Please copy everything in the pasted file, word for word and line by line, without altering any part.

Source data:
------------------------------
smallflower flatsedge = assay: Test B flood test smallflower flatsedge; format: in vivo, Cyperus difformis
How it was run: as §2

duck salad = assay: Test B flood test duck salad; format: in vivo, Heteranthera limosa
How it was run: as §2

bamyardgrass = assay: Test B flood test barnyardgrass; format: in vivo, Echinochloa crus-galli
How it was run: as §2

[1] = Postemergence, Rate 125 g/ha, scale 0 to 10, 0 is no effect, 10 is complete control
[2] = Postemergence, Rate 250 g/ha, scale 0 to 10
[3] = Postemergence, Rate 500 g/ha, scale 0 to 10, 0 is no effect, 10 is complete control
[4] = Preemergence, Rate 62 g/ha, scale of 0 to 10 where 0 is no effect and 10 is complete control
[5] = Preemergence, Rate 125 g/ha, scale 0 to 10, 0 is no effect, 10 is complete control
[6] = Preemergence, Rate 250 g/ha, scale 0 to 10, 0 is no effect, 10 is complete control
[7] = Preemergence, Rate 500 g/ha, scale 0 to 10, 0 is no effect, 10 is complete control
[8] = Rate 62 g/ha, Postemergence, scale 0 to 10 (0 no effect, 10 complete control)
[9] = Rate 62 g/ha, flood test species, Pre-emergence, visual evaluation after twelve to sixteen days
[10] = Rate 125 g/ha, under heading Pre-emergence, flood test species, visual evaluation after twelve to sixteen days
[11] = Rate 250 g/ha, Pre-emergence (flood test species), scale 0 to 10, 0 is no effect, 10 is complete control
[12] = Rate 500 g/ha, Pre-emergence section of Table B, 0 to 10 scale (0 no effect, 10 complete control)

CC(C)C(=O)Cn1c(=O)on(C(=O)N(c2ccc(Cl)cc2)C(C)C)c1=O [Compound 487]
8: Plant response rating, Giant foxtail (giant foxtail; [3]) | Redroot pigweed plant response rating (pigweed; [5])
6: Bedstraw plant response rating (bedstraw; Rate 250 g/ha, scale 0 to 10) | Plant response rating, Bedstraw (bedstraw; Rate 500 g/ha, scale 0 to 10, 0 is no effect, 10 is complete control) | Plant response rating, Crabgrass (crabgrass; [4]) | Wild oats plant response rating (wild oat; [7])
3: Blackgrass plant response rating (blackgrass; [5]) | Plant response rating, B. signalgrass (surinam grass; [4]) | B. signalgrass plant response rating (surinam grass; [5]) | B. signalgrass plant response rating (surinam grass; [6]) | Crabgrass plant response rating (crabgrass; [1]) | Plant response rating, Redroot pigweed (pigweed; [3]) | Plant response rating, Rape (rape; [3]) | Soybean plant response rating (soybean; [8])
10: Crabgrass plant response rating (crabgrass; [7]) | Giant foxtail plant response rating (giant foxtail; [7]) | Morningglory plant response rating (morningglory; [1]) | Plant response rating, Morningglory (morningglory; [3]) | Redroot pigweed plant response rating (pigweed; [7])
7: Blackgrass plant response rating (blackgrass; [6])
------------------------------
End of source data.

smallflower flatsedge = assay: Test B flood test smallflower flatsedge; format: in vivo, Cyperus difformis
How it was run: as §2

duck salad = assay: Test B flood test duck salad; format: in vivo, Heteranthera limosa
How it was run: as §2

bamyardgrass = assay: Test B flood test barnyardgrass; format: in vivo, Echinochloa crus-galli
How it was run: as §2

[1] = Postemergence, Rate 125 g/ha, scale 0 to 10, 0 is no effect, 10 is complete control
[2] = Postemergence, Rate 250 g/ha, scale 0 to 10
[3] = Postemergence, Rate 500 g/ha, scale 0 to 10, 0 is no effect, 10 is complete control
[4] = Preemergence, Rate 62 g/ha, scale of 0 to 10 where 0 is no effect and 10 is complete control
[5] = Preemergence, Rate 125 g/ha, scale 0 to 10, 0 is no effect, 10 is complete control
[6] = Preemergence, Rate 250 g/ha, scale 0 to 10, 0 is no effect, 10 is complete control
[7] = Preemergence, Rate 500 g/ha, scale 0 to 10, 0 is no effect, 10 is complete control
[8] = Rate 62 g/ha, Postemergence, scale 0 to 10 (0 no effect, 10 complete control)
[9] = Rate 62 g/ha, flood test species, Pre-emergence, visual evaluation after twelve to sixteen days
[10] = Rate 125 g/ha, under heading Pre-emergence, flood test species, visual evaluation after twelve to sixteen days
[11] = Rate 250 g/ha, Pre-emergence (flood test species), scale 0 to 10, 0 is no effect, 10 is complete control
[12] = Rate 500 g/ha, Pre-emergence section of Table B, 0 to 10 scale (0 no effect, 10 complete control)

CC(C)C(=O)Cn1c(=O)on(C(=O)N(c2ccc(Cl)cc2)C(C)C)c1=O [Compound 487]
8: Plant response rating, Giant foxtail (giant foxtail; [3]) | Redroot pigweed plant response rating (pigweed; [5])
6: Bedstraw plant response rating (bedstraw; Rate 250 g/ha, scale 0 to 10) | Plant response rating, Bedstraw (bedstraw; Rate 500 g/ha, scale 0 to 10, 0 is no effect, 10 is complete control) | Plant response rating, Crabgrass (crabgrass; [4]) | Wild oats plant response rating (wild oat; [7])
3: Blackgrass plant response rating (blackgrass; [5]) | Plant response rating, B. signalgrass (surinam grass; [4]) | B. signalgrass plant response rating (surinam grass; [5]) | B. signalgrass plant response rating (surinam grass; [6]) | Crabgrass plant response rating (crabgrass; [1]) | Plant response rating, Redroot pigweed (pigweed; [3]) | Plant response rating, Rape (rape; [3]) | Soybean plant response rating (soybean; [8])
10: Crabgrass plant response rating (crabgrass; [7]) | Giant foxtail plant response rating (giant foxtail; [7]) | Morningglory plant response rating (morningglory; [1]) | Plant response rating, Morningglory (morningglory; [3]) | Redroot pigweed plant response rating (pigweed; [7])
7: Blackgrass plant response rating (blackgrass; [6])